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Publication numberUS3387797 A
Publication typeGrant
Publication dateJun 11, 1968
Filing dateOct 22, 1965
Priority dateOct 22, 1965
Also published asDE1499813B1, DE1499813C2
Publication numberUS 3387797 A, US 3387797A, US-A-3387797, US3387797 A, US3387797A
InventorsGrube William L, Rahmel Henry A
Original AssigneeNielsen A C Co
Export CitationBiBTeX, EndNote, RefMan
External Links: USPTO, USPTO Assignment, Espacenet
Tape recorder
US 3387797 A
Abstract  available in
Images(11)
Previous page
Next page
Claims  available in
Description  (OCR text may contain errors)

June 11, 1968 A RAHMEL ET AL 3,387,797 7 TAPE RECORDER Filed Oct. 22, 1965 11 Sheets-Sheet 1 INVENTORS: HENRY A. RAHMEL WILLIAM L.GRUBE AIIOBNElSL June 11, 19 68 RAHMEL ET AL 3,387,797

TAPE RECORDER lLSheets-Sheet 2 Filed Oct. 22, 1965 FIG. 2

INVENTORS: HENRY A. RAHMEL WILLIAM L. GRUBE, BY,

ATTORNEYfi,

June 11, '1968 H. A. RAHMEL ET AL 3,387,797

TAPE RECORDER Filed Oct. 22, 1965 ll Sheets-Sheet 3 FIG. 3

mmvroxs: HENRY A.'RAHMEL WILLIAM L. GRUBE,

BY, Mm,m

June 11, 1968 RAHMEL ET AL 3,387,797

TAPE RECORDER Filed Oct. 22, 1965 ll Sheets-Sheet 4 uvmvrons: HENRY A. RAHMEL By WILLIAM L. GRUBE ATTORNEYS June 11, 1968 A, RAHMEL ET AL 3,387,797

TAPE RECORDER ll Sheets-Sheet 5 Filed Oct. 22, 1965 INVENTORS. HENRY A. RAHMEL BY WILLIAM L. GRUBE, M W 76% ATTORNEYS.

H. ,A. RAHMEL ET AL TAPE RECORDER June 11, 1968 Filed Oct. 22, 1965 ll Sheets-Sheet 6' FIG. 7

FIG. 8

50 I -4s 9s INVENTORSI HENRY A. RAHMEL BY WILLIAM L. GRUBE,

W,MM

ATTORNEYS.

June 11, 1968 RAHMEL ET AL 3,387,797

TAPE RECORDER ll Sheets-Sheet '7 Filed Oct. 22, 1965 FIG-9 06 .413

INVENTORS. HENRY A. RAHMEL WILLIAM L. GRUBE,

June 11, 1968 H. A. RAHMEL ET AL 3,387,797

TAPE RECORDER 11 Sheets-Sheet 8 Filed Oct. 22, 1965 FIG."

FIG.I2

INVENTORS HENRY A. RAHMEL WILLIAM L. GRUBE, %;MM,%i/4u,

ATTORNEYS- June 11, 1968 H. A. RAHMEL ET AL 3,387,797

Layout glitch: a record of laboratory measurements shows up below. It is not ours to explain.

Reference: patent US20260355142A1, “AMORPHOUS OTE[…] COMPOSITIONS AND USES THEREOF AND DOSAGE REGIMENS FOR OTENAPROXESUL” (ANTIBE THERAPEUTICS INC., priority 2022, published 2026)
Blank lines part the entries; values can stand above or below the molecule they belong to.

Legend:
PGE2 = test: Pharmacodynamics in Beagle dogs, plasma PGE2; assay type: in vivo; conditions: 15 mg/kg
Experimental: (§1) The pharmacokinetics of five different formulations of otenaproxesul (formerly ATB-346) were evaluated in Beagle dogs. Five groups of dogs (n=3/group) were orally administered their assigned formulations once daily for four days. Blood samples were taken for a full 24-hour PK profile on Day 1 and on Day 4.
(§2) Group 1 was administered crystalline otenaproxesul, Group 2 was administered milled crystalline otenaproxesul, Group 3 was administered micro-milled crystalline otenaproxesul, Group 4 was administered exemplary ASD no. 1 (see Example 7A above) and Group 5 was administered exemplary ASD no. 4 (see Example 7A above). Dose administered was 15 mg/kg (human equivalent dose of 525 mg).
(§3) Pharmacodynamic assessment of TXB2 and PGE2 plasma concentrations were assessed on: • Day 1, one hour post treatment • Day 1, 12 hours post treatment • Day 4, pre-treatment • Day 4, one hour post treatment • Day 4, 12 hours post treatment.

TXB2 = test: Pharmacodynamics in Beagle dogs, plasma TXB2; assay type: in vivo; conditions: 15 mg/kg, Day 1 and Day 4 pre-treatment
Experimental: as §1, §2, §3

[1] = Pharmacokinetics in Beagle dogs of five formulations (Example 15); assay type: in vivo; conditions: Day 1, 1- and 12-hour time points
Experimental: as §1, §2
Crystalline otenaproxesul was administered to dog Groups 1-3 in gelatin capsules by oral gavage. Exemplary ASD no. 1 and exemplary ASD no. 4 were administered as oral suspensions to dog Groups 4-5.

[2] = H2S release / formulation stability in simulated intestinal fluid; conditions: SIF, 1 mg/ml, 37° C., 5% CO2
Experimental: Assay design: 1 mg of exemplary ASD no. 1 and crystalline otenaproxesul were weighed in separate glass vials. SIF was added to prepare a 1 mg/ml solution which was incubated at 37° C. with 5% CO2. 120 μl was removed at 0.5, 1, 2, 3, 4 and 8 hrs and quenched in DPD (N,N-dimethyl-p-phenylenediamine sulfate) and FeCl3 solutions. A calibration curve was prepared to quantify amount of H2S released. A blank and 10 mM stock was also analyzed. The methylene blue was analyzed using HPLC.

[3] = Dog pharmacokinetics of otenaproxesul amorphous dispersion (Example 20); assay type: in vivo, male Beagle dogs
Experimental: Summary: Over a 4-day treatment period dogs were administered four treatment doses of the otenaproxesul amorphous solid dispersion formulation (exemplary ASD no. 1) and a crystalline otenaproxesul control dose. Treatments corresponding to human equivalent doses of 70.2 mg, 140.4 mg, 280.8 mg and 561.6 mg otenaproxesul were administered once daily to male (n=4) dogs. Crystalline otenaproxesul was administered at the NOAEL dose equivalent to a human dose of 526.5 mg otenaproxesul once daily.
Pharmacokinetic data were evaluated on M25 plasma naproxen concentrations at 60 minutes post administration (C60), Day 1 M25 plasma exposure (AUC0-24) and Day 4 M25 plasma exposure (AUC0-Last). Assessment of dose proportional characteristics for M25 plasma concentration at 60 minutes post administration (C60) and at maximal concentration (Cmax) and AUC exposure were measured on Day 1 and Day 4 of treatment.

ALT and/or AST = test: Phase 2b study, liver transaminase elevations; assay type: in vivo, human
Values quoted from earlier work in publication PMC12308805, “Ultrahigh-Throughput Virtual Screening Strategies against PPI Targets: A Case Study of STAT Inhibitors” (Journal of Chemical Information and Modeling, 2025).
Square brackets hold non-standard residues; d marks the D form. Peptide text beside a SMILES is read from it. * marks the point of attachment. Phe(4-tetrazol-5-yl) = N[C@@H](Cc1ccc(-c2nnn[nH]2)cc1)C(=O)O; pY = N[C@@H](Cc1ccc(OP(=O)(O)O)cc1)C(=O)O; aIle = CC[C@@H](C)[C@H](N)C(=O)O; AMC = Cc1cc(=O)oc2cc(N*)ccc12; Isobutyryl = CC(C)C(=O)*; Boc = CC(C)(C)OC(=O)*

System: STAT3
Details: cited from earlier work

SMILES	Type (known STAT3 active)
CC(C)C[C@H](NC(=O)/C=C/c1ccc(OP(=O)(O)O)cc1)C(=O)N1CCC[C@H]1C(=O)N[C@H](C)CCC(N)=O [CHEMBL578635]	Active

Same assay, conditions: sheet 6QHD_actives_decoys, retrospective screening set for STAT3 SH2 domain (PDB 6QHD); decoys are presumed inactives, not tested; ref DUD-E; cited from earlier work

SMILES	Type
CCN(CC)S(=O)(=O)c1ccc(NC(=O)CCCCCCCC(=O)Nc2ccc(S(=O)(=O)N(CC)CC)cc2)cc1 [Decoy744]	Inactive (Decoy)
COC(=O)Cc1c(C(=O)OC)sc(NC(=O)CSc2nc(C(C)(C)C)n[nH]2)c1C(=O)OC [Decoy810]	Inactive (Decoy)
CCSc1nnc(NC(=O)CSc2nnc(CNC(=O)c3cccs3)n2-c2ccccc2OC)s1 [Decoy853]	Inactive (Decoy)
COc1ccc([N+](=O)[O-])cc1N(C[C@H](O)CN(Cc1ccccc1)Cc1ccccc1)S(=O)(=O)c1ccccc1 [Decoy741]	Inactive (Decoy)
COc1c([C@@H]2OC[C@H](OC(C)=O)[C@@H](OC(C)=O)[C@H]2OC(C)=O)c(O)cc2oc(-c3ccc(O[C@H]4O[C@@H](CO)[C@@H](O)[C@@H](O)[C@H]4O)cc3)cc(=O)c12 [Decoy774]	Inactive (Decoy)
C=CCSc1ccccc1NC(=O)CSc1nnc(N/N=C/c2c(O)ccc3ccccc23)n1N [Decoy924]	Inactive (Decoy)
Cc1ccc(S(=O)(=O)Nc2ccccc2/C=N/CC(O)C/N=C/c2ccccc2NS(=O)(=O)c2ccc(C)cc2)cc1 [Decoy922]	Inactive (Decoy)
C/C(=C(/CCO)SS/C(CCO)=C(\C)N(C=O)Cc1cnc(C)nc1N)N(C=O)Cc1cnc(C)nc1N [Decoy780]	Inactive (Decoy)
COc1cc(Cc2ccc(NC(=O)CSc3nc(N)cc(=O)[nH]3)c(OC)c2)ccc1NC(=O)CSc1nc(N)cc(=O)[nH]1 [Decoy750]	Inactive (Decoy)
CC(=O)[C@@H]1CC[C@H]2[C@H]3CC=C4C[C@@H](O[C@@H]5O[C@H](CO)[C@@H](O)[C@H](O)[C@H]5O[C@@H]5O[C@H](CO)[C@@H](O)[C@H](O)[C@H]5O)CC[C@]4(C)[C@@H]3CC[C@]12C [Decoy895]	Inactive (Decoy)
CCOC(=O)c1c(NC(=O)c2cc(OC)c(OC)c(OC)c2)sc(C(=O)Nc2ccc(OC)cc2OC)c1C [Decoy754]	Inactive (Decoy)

TAPE RECORDER FIG. I4

INVENTORS: HENRY A. RAHMEL BY WILLIAM L. GRUBE,

ATTORNEYS Jun e 11, 1968 H A, RAHMEL ET AL 3,387,797

TAPE RECORDER ll Sheets-Sheet 10 Filed Oct. 22, 1965 FIG. I5

FIG. l6

INVENTORS: HENRY A. RAHMEL WILLIAM L. GRUBE,

ATTORNEYS,

June 11, 1968 RAHMEL ET AL 3,387,797

TAPE RECORDER ll Sheets-Sheet 11 Filed Oct. 22, 1965 INVENTORS.

HENRY A. RAHMEL WILLIAM L. GRUBE,

M a4,4,..,-M %W ATTORNEYS United States Patent ()flice 3,387,797 Patented June 11, 1968 3,3817% TAPE RECORDER Henry A. Rahmel, Evanston, and William L. Grube, Northhrooir, lll., assignors to A. C. Nielsen Company, Evanston, liiL, a corporation of Delaware Filed get. 22, 1965, Ser. No. 501,360 22 Claims. (Cl. 24255.11)

AESTRACT F THE DKSCLOSURE A wave signal receiver monitor is provided with means for recording the indicia on a tape reel. A constant torque clutch for the tape reel is provided to pretension the tape and obtain uniformly accurate spacings of the recorded characters. A step by step advance of the tape is accomplished through an eccentric and ratchet wheel arrangement. A takeup spindle for the tape cartridge is slightly overdriven. Moreover a tension release mechanism for the tape recorder is provided during the cutting and removal of the recorded tape and suitable mean-s are provided for cutting the tape and Winding the recorded tape on a tape cartridge. To facilitate the changing of the tape cartridges, a self-feeding cartridge is provided.

The present invention relates to a tape recorder, and, more particularly, to a tape recorder for use in an apparatus of the type for monitoring wave signal receivers, and, more specifically, for monitoring one or more television receivers in the home to determine the program to which the receiver is tuned.